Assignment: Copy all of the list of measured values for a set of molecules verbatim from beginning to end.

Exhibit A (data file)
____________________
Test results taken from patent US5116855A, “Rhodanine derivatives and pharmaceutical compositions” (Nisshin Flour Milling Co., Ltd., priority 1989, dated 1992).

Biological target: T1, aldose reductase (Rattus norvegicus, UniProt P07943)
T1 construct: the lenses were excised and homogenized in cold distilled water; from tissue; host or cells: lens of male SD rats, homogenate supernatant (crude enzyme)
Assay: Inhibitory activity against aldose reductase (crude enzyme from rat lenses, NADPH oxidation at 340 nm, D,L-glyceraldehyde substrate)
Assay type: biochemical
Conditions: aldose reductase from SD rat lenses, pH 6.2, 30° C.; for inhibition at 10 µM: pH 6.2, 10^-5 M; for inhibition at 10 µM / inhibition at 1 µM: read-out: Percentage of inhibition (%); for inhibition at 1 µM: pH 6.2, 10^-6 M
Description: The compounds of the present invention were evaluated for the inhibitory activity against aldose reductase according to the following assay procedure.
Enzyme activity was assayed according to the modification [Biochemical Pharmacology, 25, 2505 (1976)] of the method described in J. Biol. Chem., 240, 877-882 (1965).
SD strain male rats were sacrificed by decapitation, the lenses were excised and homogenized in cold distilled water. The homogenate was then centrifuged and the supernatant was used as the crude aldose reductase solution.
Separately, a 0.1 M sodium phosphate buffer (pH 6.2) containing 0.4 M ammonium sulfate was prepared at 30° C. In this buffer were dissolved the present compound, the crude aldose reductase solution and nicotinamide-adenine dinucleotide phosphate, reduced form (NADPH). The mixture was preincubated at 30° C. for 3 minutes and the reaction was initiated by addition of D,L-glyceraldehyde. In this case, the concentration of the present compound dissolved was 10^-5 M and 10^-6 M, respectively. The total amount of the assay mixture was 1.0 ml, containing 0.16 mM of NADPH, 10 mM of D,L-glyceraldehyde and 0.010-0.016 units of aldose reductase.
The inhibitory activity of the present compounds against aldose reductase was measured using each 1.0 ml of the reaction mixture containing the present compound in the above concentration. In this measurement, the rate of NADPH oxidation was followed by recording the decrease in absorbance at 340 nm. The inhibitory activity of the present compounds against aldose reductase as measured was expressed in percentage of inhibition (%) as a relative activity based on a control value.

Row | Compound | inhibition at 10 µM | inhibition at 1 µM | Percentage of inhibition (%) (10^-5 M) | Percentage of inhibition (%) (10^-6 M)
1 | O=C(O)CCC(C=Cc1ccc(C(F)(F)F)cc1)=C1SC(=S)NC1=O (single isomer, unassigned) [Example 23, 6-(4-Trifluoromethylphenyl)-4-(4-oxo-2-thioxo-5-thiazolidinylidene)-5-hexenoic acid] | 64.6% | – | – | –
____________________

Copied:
Test results taken from patent US5116855A, “Rhodanine derivatives and pharmaceutical compositions” (Nisshin Flour Milling Co., Ltd., priority 1989, dated 1992).

Biological target: T1, aldose reductase (Rattus norvegicus, UniProt P07943)
T1 construct: the lenses were excised and homogenized in cold distilled water; from tissue; host or cells: lens of male SD rats, homogenate supernatant (crude enzyme)
Assay: Inhibitory activity against aldose reductase (crude enzyme from rat lenses, NADPH oxidation at 340 nm, D,L-glyceraldehyde substrate)
Assay type: biochemical
Conditions: aldose reductase from SD rat lenses, pH 6.2, 30° C.; for inhibition at 10 µM: pH 6.2, 10^-5 M; for inhibition at 10 µM / inhibition at 1 µM: read-out: Percentage of inhibition (%); for inhibition at 1 µM: pH 6.2, 10^-6 M
Description: The compounds of the present invention were evaluated for the inhibitory activity against aldose reductase according to the following assay procedure.
Enzyme activity was assayed according to the modification [Biochemical Pharmacology, 25, 2505 (1976)] of the method described in J. Biol. Chem., 240, 877-882 (1965).
SD strain male rats were sacrificed by decapitation, the lenses were excised and homogenized in cold distilled water. The homogenate was then centrifuged and the supernatant was used as the crude aldose reductase solution.
Separately, a 0.1 M sodium phosphate buffer (pH 6.2) containing 0.4 M ammonium sulfate was prepared at 30° C. In this buffer were dissolved the present compound, the crude aldose reductase solution and nicotinamide-adenine dinucleotide phosphate, reduced form (NADPH). The mixture was preincubated at 30° C. for 3 minutes and the reaction was initiated by addition of D,L-glyceraldehyde. In this case, the concentration of the present compound dissolved was 10^-5 M and 10^-6 M, respectively. The total amount of the assay mixture was 1.0 ml, containing 0.16 mM of NADPH, 10 mM of D,L-glyceraldehyde and 0.010-0.016 units of aldose reductase.
The inhibitory activity of the present compounds against aldose reductase was measured using each 1.0 ml of the reaction mixture containing the present compound in the above concentration. In this measurement, the rate of NADPH oxidation was followed by recording the decrease in absorbance at 340 nm. The inhibitory activity of the present compounds against aldose reductase as measured was expressed in percentage of inhibition (%) as a relative activity based on a control value.

Row | Compound | inhibition at 10 µM | inhibition at 1 µM | Percentage of inhibition (%) (10^-5 M) | Percentage of inhibition (%) (10^-6 M)
1 | O=C(O)CCC(C=Cc1ccc(C(F)(F)F)cc1)=C1SC(=S)NC1=O (single isomer, unassigned) [Example 23, 6-(4-Trifluoromethylphenyl)-4-(4-oxo-2-thioxo-5-thiazolidinylidene)-5-hexenoic acid] | 64.6% | – | – | –